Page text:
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|June 26-July 3, 2008
• Birding geeks get a guide
by Melissa DeVaughn
• Colorado cyclists get two new charity events
by James Dziezynski
• Upcoming Events
Watch for carbon monoxide
danger when camping
by Chuck Myers
Portable camping heaters, lanterns and stoves are convenient while sleeping in the great outdoors. But when used inside a tent, camper or a vehicle, these heating and lighting devices can pose a danger from odorless and colorless carbon monoxide gas.
The U.S. Consumer Product Safety Commission offers the following guidelines to prevent carbon monoxide poisoning when camping:
— Never use portable heaters or lanterns while sleeping in enclosed areas such as tents and campers. The problem can be even more dangerous at high altitudes, where the risk of carbon monoxide poisoning is increased.
— Know the symptoms of carbon monoxide poisoning: headache, dizziness, weakness, nausea, vomiting, sleepiness and confusion. Carbon monoxide reduces the blood’s ability to carry oxygen. Low blood-oxygen levels can result in loss of consciousness and death.
— See a doctor if you or a member of your family develops cold or flu-like symptoms while camping. Carbon monoxide poisoning can easily be mistaken for a cold or flu.
— Avoid alcohol consumption and drug use, which increase the effects of carbon monoxide poisoning.
— Carbon monoxide is especially toxic to mother and child during pregnancy, infants, the elderly, smokers and people with blood or circulatory system problems, such as anemia, or heart disease.
Source: U.S. Consumer Product Safety Commission
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The Cheap Outdoors
by Sally Dadisman
Online Adventure site of the week: The Cheap Outdoors (thecheapoutdoors.com) With prices for everything going up these days, money is tight. But that doesn’t mean you should cut out trips into the outdoors, or stop yourself from getting that coveted piece of gear. The Cheap Outdoors (thecheapoutdoors.com) is a database of deals on the Web, where you can find great prices on gear and apparel. The site is updated daily, but the deals don’t last for long.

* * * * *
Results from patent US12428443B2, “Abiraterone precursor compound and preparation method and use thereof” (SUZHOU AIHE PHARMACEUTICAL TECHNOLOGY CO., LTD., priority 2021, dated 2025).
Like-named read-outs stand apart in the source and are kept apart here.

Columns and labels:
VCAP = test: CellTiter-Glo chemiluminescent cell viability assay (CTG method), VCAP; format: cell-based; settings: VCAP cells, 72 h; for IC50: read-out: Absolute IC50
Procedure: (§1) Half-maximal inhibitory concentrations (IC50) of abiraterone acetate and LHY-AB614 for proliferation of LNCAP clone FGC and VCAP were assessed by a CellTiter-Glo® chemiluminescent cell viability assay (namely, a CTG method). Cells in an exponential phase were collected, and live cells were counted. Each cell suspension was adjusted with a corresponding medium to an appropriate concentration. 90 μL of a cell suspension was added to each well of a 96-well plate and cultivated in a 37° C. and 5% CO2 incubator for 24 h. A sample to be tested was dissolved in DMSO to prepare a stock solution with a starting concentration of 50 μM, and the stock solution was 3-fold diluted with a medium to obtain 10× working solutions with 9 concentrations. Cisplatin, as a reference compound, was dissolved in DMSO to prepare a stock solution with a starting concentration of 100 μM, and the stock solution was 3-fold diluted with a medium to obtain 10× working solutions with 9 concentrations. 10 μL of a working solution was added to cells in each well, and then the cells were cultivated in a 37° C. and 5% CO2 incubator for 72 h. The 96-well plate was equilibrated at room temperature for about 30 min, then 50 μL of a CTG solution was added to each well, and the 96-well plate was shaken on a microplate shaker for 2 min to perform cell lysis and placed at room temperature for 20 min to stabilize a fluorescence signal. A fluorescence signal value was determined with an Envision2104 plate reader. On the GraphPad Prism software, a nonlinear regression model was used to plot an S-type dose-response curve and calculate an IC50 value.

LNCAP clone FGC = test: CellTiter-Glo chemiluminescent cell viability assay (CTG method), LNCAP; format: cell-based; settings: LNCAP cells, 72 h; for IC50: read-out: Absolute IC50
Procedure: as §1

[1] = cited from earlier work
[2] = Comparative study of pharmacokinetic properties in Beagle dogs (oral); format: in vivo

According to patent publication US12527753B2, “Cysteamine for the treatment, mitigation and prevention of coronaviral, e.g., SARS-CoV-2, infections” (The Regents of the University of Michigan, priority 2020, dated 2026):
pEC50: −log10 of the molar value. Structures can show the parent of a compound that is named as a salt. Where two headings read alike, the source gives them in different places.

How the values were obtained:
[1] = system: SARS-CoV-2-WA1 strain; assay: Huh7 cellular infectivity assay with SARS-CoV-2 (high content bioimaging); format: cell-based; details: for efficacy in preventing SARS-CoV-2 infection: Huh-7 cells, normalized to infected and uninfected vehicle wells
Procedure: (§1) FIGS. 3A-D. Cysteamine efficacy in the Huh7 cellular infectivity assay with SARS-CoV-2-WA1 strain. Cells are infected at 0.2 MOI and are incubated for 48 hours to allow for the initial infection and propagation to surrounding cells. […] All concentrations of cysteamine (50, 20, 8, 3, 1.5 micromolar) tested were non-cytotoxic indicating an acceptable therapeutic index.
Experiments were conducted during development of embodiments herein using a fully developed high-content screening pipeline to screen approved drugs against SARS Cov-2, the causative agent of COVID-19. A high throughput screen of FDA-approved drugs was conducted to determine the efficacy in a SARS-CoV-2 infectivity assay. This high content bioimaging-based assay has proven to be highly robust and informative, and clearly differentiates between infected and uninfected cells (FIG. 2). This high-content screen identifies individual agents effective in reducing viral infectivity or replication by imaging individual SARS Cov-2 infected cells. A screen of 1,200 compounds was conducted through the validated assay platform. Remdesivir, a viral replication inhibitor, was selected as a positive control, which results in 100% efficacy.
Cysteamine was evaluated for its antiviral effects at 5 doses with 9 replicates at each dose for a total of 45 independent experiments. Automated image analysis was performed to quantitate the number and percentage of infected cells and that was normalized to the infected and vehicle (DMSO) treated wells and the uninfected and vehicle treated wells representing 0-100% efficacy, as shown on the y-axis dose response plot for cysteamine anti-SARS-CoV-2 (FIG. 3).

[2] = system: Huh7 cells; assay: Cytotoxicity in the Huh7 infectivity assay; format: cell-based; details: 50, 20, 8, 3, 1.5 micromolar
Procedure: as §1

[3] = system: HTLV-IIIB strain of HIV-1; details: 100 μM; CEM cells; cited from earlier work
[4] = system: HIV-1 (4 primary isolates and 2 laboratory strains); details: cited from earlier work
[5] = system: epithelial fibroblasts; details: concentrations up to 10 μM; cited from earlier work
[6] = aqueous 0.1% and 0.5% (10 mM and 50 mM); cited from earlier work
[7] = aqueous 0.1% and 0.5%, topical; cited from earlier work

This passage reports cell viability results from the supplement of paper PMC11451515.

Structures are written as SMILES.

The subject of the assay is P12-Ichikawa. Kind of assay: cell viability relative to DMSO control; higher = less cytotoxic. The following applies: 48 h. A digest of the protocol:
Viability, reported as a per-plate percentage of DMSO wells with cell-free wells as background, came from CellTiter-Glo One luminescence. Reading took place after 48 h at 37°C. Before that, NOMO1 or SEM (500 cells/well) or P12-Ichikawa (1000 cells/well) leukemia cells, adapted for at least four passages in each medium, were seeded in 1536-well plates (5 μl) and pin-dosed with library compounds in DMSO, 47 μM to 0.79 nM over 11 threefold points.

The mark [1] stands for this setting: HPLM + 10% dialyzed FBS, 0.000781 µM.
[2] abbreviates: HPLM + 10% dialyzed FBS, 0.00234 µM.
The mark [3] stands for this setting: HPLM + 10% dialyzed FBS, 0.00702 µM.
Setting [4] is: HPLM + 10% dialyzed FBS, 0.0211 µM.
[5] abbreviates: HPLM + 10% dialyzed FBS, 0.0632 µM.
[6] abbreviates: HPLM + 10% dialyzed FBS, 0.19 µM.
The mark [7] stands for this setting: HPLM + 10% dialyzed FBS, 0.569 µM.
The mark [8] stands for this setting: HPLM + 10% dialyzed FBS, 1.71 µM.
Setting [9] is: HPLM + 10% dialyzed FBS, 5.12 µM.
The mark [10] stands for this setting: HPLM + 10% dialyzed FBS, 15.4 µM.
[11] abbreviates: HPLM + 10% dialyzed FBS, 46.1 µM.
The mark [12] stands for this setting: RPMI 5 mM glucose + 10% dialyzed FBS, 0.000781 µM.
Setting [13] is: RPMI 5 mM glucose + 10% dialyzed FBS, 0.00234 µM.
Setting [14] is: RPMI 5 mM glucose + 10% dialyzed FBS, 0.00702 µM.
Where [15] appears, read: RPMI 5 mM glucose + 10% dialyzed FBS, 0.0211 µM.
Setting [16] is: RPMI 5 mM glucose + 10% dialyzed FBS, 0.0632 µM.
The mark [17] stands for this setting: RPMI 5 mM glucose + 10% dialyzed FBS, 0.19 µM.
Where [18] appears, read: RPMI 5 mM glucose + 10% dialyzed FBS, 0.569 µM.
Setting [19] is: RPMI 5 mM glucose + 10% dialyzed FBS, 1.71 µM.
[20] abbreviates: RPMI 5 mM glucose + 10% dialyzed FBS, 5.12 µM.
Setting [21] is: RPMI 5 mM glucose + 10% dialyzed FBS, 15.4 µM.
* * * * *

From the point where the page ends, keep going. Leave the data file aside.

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Primus EtaPower Easy Fuel Stove
by Isaac Stokes
We’ve all done it — watched for water to boil, outside, in the drizzle, on some crappy camp stove. I once witnessed several near-starved grown men almost come to blows over a backcountry pizza that had been made from scratch (yes, we made the damn dough ala the NOLS cookbook — FYI, don’t bother with those recipes unless you start cooking dinner at 1 p.m.), while waiting for the pie to cook over an anemic stove.
You splash out on all your other backpacking gear but skimp on the stove. Not wise. Go big, go in style, and go well fed. Go for the Primus EtaPower Easy Fuel Stove. For $125, less than you would spend on a cheesy rain shell, you can have the finest Swedish engineered machine that Emeril and Martha would love to sauté and simmer on.
This sleek unit sparks to life instantly with an electric start (no matches, Smokey digs it) and boils a liter of water in an amazing 2.5 minutes thanks to the built in heat exchanger and wind shield.
The unit is super stable — how many times have you enjoyed noodles at camp with a nice pine needle sauce after dumping the whole sha-bang? Doh!
The stove is tremendously fuel efficient thanks to the preheating coil. It’s also lightweight, comes with a frying pan and pot, and, in keeping with the slick design, the storage bag works as a cozy, and the storage cloth as a potholder.
In a recent endorsement, local good guys Big City Mountaineers, a nonprofit outdoor mentoring and guide service for under-resourced inner city youth, have selected Primus as their sole stove source. For more info visit www.nagear.com.
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